The Centers for Disease Control (CDC) is investigating a multistate outbreak of Salmonella infections that has resulted in 73 illnesses in 22 states. To date, 15 people have been hospitalized, and no deaths have been reported. Of those 15 people, 6 people resided in long-term care facilities during their salmonella illness.
As you may be aware, the U.S. Food and Drug Administration (FDA) and Centers for Disease Control and Prevention (CDC) are investigating an outbreak of Listeria monocytogenes infections potentially linked to “Soft Serve On The Go” ice cream 8-oz cups produced by Real Kosher Ice Cream of Brooklyn, NY, which issued a recall of all flavors of these cups on August 9.
The U.S. Food and Drug Administration (FDA) has amended the emergency use authorizations of the Moderna and Pfizer-BioNTech COVID-19 bivalent mRNA vaccines to simplify the vaccination schedule for most individuals. By doing so, the agency has authorized an additional booster shot for those 65 and older at least four months following their initial bivalent dose.
The FDA will be allowing certain people to receive a second booster of an updated COVID-19 vaccine designed to tackle the omicron variant.
The global pandemic has amplified the importance of infection prevention and control in senior living communities, making it essential for leaders to ensure that measures are put in place to protect seniors from life-threatening illnesses. In an increasingly interconnected world, the health of our elderly population is more vulnerable than ever before and it's up to us to understand the potential risks and implement strategies that can help prevent the spread of infectious diseases and reduce their severity when they do occur.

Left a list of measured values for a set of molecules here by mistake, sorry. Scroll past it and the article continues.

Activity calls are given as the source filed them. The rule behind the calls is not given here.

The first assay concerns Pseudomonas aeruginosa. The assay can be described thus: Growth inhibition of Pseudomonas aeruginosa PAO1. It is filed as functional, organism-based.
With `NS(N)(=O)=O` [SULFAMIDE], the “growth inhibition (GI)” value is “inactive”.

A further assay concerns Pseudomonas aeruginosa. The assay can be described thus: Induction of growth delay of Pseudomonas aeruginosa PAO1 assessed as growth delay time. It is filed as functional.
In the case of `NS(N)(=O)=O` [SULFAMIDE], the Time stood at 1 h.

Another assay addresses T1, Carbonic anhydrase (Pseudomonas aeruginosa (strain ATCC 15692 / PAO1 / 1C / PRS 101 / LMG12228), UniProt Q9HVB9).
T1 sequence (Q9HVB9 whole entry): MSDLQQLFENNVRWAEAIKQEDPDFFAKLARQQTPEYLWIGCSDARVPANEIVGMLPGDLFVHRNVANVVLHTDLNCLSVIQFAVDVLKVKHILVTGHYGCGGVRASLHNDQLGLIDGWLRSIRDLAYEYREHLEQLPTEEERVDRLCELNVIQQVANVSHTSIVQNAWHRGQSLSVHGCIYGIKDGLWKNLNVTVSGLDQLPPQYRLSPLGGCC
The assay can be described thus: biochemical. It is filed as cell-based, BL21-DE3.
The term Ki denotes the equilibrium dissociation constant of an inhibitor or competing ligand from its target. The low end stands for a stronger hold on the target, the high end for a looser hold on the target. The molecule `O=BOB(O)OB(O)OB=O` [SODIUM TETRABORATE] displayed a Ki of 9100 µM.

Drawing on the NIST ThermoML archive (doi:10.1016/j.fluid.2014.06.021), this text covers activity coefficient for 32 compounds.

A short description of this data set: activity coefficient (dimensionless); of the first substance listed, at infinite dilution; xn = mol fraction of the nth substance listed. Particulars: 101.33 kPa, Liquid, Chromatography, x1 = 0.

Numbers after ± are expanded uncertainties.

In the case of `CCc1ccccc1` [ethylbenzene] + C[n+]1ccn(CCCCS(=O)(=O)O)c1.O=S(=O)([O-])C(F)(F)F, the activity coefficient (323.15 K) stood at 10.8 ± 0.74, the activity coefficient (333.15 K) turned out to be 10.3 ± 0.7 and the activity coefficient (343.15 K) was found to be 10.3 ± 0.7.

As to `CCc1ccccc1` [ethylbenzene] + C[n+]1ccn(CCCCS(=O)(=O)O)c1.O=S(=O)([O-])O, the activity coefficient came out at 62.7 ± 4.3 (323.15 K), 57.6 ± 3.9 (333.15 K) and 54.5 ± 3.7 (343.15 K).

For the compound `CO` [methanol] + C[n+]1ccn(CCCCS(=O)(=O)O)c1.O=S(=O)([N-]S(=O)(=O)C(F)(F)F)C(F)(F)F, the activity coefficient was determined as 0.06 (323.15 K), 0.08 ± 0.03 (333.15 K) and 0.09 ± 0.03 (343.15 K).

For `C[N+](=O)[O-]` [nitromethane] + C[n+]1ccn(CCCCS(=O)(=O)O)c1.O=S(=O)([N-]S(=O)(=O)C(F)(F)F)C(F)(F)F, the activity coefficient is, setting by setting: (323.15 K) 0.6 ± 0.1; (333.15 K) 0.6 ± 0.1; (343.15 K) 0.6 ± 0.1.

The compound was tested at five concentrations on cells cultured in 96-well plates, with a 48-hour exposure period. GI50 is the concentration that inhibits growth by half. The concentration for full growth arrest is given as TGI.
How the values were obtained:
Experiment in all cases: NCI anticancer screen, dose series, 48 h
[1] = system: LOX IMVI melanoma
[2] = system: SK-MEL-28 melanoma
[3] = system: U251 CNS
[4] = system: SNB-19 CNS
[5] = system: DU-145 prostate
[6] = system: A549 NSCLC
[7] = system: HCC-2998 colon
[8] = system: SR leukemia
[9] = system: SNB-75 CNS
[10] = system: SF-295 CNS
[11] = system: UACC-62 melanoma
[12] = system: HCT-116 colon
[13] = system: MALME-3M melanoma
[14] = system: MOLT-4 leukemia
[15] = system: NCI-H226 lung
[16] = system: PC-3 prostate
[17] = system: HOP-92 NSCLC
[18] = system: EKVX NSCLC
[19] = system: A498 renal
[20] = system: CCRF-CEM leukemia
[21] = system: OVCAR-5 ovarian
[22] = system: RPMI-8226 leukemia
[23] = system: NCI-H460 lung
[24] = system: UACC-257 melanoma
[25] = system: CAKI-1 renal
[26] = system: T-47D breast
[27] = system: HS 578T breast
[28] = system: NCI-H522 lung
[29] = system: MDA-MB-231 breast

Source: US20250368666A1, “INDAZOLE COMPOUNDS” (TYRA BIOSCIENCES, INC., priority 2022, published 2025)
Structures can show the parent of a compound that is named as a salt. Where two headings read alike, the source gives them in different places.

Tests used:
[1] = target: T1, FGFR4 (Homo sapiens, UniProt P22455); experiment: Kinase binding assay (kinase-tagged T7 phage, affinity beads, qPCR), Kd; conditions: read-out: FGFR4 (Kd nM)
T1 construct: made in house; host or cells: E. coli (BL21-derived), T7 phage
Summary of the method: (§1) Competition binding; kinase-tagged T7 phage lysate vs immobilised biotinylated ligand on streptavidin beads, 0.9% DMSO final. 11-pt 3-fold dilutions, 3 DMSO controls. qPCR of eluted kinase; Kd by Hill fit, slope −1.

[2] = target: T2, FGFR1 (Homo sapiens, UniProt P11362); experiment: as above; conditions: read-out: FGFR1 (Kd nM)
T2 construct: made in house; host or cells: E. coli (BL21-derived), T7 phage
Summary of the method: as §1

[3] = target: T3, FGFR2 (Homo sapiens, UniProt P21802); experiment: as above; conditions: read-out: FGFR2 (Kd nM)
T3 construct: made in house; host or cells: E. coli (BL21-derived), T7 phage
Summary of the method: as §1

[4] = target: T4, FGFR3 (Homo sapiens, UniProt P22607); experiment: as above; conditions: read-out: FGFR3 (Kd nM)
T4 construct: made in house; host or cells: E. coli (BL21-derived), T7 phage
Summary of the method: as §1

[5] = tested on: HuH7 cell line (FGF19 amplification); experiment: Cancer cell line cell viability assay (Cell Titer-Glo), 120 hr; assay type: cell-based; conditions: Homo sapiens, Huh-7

The Centers for Disease Control and Prevention (CDC) noted that with the rising number of respiratory diseases affecting the nation as winter progresses, it is important for long-term care operators to encourage more residents to receive the updated (bivalent) COVID-19 boosters.
On Monday, October 3, 2022, the Supreme Court rejected a request brought by 10 states led by Missouri to hear a renewed challenge to the Centers for Medicare & Medicaid Services (CMS) COVID-19 vaccination mandate for healthcare workers. The mandate applies only to Medicare and Medicaid-certified facilities that are subject to CMS’s health and safety regulations – and thus does not apply to assisted living facilities.
It should be noted that the Court’s decision does not in any way impact the scope of CMS’s COVID-19 vaccination mandate. As such, assisted living facilities, including those providing Home and Community-based Services (HCBS), remain excluded from the scope of CMS’s mandate. As a reminder, CMS has clarified via guidance that its COVID-19 vaccination mandate does not apply to assisted living, noting that it “does not have regulatory authority over care settings such as assisted living….” CMS also clarified that the mandate would also not apply to assisted living facilities that provide HCBS under state Medicaid programs, because “CMS’s health and safety regulations do not cover” HCBS providers.
Many assisted living providers would have been covered by the Occupational Safety and Health Administration’s (OSHA’s) vaccination-and-testing rule for large businesses, originally issued in November 2021. However, in January of this year, the Supreme Court blocked OSHA from implementing the rule, and OSHA subsequently withdrew the rule as an enforceable standard.
The Centers for Disease Control and Prevention have updated the Interim Infection Prevention and Control Recommendations for Healthcare Personnel During the Coronavirus Disease 2019 (COVID-19) Pandemic. An excerpt is listed below.
The Centers for Disease Control and Prevention Director Dr. Rochelle Walensky signed off on newly-updated COVID-19 booster shots Thursday night, giving the final clearance shots to be administered soon after.